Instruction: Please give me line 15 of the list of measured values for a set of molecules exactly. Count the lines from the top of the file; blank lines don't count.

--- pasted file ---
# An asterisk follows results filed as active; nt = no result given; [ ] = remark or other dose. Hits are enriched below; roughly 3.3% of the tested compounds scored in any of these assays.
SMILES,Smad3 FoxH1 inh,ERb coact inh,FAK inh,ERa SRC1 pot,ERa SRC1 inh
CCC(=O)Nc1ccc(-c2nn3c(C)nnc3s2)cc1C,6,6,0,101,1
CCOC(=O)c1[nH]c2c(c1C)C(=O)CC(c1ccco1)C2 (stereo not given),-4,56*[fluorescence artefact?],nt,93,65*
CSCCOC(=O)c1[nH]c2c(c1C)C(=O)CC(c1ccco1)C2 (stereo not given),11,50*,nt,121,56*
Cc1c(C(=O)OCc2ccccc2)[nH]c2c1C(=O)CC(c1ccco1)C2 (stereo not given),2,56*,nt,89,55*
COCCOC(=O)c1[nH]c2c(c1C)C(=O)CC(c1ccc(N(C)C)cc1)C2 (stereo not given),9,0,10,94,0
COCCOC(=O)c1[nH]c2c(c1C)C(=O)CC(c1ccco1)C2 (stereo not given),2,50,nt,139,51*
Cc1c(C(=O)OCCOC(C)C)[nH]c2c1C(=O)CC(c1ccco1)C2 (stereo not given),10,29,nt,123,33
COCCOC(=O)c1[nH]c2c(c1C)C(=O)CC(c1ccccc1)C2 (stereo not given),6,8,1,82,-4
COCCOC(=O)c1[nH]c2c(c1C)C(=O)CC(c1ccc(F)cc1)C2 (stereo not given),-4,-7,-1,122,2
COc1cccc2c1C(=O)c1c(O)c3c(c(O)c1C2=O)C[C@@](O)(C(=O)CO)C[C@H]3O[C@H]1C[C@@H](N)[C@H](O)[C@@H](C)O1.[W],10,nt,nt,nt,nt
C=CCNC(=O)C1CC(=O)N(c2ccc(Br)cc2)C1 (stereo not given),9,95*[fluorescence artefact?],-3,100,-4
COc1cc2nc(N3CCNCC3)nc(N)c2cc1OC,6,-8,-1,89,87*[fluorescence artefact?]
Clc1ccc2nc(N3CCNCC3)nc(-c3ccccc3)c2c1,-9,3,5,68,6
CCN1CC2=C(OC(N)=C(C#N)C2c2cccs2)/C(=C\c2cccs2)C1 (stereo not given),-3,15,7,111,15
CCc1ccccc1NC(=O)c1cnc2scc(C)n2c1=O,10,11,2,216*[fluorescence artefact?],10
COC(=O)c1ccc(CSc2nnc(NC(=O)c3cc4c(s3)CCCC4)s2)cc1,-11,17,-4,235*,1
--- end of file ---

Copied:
Clc1ccc2nc(N3CCNCC3)nc(-c3ccccc3)c2c1,-9,3,5,68,6